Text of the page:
Merchandising

Pricing Your Beverage Right for Retail Execution

Retail Execution

Price is important; there’s no doubt about it. For an emerging beverage brand, a mistake in pricing can cause a loss in sales. Price is one of the key indicators of a product’s value to a first-time customer and can dissuade potential customers from purchasing if it does not align with their expectations. When creating your retail execution strategy, you should to consider a pricing strategy first in order to effectively build your beverage brand.

1. Channel Pricing

If you look at the different channels that you are selling through, are there significant differences between the locations? Different locations often cater to radically different customers, so it is important to pull data from each of the locations and analyze accordingly. You can then adjust the price to fit each channel. For example, if your beverage is located in a gym, you can price it higher because thirsty gym-goers will be more likely to buy it, regardless of the price. If your beverage is located in a grocery store, you may want to price it lower so it will be more competitive against existing brands.

2. Price Skimming

The goal of price skimming is to rapidly obtain a large profit by setting an artificially high price. This can be dangerous for emerging brands because it may deter customers from purchasing. It is safer for established brands because they already have a customer following. However, if your beverage product is a health food product like kombucha or chia juice, you may be able to use price skimming because it creates an image of quality. The customers who purchase products in the health food sector tend to be willing to pay a higher price for better quality. If your beverage is unique and there are few competitors and/or substitutes for it on the market, then price skimming may work for you as well.

3. Penetration Pricing

Penetration pricing is the opposite of price skimming- the goal here is to quickly gain a large market share by setting a very low price for new products. After the business has established a big enough customer base, it gradually increases the price until it makes sufficient profits. Businesses use this strategy to edge out competitors, and if you don’t mind sacrificing profits for market share, it may be a good strategy. The low price will entice customers to purchase your beverage instead of your competitors’, and once you have developed strong customer loyalty, you can raise prices and generate profit.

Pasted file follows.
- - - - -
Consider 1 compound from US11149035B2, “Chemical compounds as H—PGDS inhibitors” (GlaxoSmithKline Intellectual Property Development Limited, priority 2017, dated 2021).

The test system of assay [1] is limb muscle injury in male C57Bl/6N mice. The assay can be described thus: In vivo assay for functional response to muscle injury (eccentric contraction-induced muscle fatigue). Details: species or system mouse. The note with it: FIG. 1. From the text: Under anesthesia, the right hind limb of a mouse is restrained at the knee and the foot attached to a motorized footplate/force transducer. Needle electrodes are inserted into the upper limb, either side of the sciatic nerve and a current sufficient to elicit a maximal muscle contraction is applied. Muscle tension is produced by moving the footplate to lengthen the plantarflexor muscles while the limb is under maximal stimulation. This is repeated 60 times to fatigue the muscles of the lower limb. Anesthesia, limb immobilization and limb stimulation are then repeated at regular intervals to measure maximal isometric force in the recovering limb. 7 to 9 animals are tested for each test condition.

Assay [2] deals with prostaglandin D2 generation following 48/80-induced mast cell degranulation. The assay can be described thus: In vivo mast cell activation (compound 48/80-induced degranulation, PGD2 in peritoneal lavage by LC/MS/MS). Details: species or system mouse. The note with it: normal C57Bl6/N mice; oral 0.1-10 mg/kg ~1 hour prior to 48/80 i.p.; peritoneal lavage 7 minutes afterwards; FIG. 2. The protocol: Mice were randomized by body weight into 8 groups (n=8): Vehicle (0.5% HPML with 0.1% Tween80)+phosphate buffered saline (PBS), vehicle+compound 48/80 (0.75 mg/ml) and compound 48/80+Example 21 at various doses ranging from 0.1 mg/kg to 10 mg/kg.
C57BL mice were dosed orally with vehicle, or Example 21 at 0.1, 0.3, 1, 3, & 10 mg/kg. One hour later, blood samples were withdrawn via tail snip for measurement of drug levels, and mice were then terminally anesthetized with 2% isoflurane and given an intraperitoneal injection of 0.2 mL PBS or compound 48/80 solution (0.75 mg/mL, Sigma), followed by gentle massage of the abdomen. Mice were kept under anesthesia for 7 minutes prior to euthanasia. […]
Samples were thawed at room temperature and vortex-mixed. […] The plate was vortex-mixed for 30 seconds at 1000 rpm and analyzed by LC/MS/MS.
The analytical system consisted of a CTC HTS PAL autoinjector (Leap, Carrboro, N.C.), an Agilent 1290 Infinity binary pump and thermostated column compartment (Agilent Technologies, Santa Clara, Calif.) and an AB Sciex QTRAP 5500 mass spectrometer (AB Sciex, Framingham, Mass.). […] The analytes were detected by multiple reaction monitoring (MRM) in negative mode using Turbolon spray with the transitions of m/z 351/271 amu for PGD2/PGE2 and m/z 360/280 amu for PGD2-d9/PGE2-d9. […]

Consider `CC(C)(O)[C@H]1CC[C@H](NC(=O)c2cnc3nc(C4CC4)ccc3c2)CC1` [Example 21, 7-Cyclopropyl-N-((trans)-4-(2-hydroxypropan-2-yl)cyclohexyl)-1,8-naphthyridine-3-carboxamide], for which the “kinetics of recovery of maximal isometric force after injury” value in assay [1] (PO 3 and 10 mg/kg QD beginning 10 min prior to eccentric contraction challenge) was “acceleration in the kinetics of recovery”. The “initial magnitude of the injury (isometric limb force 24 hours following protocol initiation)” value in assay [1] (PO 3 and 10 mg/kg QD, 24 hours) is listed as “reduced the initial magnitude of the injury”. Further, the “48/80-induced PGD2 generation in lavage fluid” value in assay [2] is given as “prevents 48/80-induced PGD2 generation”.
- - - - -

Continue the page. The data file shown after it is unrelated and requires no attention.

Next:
4. Promotional Pricing

Coca-Cola uses promotional pricing quite often, giving discounts on certain products for a short period of time. This is beneficial because it allows them to increase sales on a certain product without the risks associated with penetration pricing.

5. Multiple Pricing

In multiple pricing, items are priced so that those who buy greater quantities get a slight discount, thus encouraging the sale of more items. For example, if you offer a bottle of your product at $1, a 6-pack at $5, and a 12-pack at $8.50, customers see that it is cheaper to buy a bigger pack. This boosts both sales and revenue as customers pay more for the single item than they usually would, increasing revenue, or they buy the bigger pack, increasing sales.

Ultimately, pricing is dependent on the customer’s willingness to pay - if they are not willing to pay the price, then your product will not sell. Price is a key factor in an emerging beverage brand’s path to success, and consequently, pricing strategies should be one of the first steps for managers and business owners to take before implementing a retail execution strategy.

 

 

Nancy Chen

Nancy Chen is a Content Marketing Intern at Repsly, Inc. and is currently completing a Marketing degree at Northeastern University. A contributor to the national online publication Spoon University, she is experienced in delivering knowledgable, quality material to readers.

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